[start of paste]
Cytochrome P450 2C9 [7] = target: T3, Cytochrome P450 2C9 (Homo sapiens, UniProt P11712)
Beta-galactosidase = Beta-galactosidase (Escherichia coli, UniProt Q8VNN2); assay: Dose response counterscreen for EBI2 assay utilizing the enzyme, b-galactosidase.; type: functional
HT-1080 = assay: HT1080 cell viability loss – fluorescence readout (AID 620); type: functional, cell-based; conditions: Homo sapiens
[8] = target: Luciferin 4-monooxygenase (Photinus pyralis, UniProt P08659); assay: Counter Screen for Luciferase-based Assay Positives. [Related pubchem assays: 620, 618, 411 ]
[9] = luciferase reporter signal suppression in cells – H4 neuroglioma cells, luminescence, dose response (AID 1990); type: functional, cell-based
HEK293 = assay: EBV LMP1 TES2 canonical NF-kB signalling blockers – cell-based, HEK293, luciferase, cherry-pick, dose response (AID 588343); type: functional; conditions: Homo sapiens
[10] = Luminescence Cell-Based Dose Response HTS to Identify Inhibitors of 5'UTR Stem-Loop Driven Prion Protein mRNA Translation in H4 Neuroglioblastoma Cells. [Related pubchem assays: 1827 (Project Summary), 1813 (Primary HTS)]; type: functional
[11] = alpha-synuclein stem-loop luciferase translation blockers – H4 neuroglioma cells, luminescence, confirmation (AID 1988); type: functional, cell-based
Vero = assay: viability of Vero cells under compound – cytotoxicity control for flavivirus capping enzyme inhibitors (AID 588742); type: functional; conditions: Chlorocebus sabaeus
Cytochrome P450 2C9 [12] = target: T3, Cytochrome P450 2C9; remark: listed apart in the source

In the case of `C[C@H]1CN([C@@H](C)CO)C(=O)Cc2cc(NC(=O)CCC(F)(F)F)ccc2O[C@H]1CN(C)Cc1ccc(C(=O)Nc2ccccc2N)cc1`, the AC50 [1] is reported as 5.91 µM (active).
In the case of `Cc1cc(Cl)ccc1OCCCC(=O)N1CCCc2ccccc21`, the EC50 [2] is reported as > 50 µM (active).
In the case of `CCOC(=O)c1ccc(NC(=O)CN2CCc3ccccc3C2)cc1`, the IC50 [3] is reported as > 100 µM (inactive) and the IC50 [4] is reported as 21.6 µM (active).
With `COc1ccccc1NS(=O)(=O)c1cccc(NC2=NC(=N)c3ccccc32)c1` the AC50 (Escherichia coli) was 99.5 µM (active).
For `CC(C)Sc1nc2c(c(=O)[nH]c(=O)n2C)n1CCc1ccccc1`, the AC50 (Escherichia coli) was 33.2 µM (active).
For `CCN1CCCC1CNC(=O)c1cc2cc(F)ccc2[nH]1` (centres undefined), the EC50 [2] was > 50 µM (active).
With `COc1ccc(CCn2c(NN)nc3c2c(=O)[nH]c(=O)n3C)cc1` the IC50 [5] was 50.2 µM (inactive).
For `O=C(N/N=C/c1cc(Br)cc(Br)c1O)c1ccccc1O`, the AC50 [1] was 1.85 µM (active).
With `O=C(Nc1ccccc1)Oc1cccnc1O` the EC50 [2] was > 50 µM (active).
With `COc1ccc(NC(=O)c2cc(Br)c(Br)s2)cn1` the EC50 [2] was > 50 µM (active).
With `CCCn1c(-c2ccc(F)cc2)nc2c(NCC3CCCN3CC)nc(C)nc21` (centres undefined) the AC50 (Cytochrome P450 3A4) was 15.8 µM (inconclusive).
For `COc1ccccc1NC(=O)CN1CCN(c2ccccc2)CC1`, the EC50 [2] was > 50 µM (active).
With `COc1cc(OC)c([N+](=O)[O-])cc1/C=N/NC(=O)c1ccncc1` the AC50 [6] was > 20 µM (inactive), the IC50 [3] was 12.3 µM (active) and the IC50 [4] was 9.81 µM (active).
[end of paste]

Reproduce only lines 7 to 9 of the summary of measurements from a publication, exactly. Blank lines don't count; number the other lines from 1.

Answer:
[10] = Luminescence Cell-Based Dose Response HTS to Identify Inhibitors of 5'UTR Stem-Loop Driven Prion Protein mRNA Translation in H4 Neuroglioblastoma Cells. [Related pubchem assays: 1827 (Project Summary), 1813 (Primary HTS)]; type: functional
[11] = alpha-synuclein stem-loop luciferase translation blockers – H4 neuroglioma cells, luminescence, confirmation (AID 1988); type: functional, cell-based
Vero = assay: viability of Vero cells under compound – cytotoxicity control for flavivirus capping enzyme inhibitors (AID 588742); type: functional; conditions: Chlorocebus sabaeus